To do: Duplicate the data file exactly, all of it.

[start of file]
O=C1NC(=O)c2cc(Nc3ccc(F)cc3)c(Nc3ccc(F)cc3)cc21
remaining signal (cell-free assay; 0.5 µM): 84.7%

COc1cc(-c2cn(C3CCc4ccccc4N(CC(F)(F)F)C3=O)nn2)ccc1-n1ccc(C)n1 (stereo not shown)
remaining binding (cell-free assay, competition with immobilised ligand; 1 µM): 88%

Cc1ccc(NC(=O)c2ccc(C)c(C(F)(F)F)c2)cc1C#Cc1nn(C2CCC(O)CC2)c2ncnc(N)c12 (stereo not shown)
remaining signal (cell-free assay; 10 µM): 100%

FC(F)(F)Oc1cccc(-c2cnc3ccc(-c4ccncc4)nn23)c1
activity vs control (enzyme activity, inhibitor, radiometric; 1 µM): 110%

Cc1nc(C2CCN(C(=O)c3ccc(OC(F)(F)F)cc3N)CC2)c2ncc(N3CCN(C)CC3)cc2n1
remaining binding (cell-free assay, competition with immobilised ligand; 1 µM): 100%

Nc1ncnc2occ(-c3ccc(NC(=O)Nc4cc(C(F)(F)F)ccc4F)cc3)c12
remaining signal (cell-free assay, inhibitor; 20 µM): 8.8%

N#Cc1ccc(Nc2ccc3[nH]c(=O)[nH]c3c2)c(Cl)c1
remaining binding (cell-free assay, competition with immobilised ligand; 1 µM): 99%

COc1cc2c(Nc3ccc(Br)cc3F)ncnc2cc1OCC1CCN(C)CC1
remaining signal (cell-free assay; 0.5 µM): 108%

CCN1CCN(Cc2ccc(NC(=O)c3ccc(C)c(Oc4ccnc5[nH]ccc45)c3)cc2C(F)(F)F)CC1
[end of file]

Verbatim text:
O=C1NC(=O)c2cc(Nc3ccc(F)cc3)c(Nc3ccc(F)cc3)cc21
remaining signal (cell-free assay; 0.5 µM): 84.7%

COc1cc(-c2cn(C3CCc4ccccc4N(CC(F)(F)F)C3=O)nn2)ccc1-n1ccc(C)n1 (stereo not shown)
remaining binding (cell-free assay, competition with immobilised ligand; 1 µM): 88%

Cc1ccc(NC(=O)c2ccc(C)c(C(F)(F)F)c2)cc1C#Cc1nn(C2CCC(O)CC2)c2ncnc(N)c12 (stereo not shown)
remaining signal (cell-free assay; 10 µM): 100%

FC(F)(F)Oc1cccc(-c2cnc3ccc(-c4ccncc4)nn23)c1
activity vs control (enzyme activity, inhibitor, radiometric; 1 µM): 110%

Cc1nc(C2CCN(C(=O)c3ccc(OC(F)(F)F)cc3N)CC2)c2ncc(N3CCN(C)CC3)cc2n1
remaining binding (cell-free assay, competition with immobilised ligand; 1 µM): 100%

Nc1ncnc2occ(-c3ccc(NC(=O)Nc4cc(C(F)(F)F)ccc4F)cc3)c12
remaining signal (cell-free assay, inhibitor; 20 µM): 8.8%

N#Cc1ccc(Nc2ccc3[nH]c(=O)[nH]c3c2)c(Cl)c1
remaining binding (cell-free assay, competition with immobilised ligand; 1 µM): 99%

COc1cc2c(Nc3ccc(Br)cc3F)ncnc2cc1OCC1CCN(C)CC1
remaining signal (cell-free assay; 0.5 µM): 108%

CCN1CCN(Cc2ccc(NC(=O)c3ccc(C)c(Oc4ccnc5[nH]ccc45)c3)cc2C(F)(F)F)CC1